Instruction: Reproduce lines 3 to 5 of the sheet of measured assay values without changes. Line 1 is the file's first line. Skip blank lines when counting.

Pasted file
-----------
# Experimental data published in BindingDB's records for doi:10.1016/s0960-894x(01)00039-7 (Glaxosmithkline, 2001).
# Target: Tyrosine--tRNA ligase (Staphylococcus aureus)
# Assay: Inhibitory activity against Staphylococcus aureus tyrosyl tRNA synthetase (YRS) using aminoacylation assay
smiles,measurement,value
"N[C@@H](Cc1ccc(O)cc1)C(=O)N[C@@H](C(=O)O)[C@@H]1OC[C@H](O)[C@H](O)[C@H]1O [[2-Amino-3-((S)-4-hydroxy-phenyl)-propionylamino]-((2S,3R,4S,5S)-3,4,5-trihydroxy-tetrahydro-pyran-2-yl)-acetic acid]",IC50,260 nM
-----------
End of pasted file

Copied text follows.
# Assay: Inhibitory activity against Staphylococcus aureus tyrosyl tRNA synthetase (YRS) using aminoacylation assay
smiles,measurement,value
"N[C@@H](Cc1ccc(O)cc1)C(=O)N[C@@H](C(=O)O)[C@@H]1OC[C@H](O)[C@H](O)[C@H]1O [[2-Amino-3-((S)-4-hydroxy-phenyl)-propionylamino]-((2S,3R,4S,5S)-3,4,5-trihydroxy-tetrahydro-pyran-2-yl)-acetic acid]",IC50,260 nM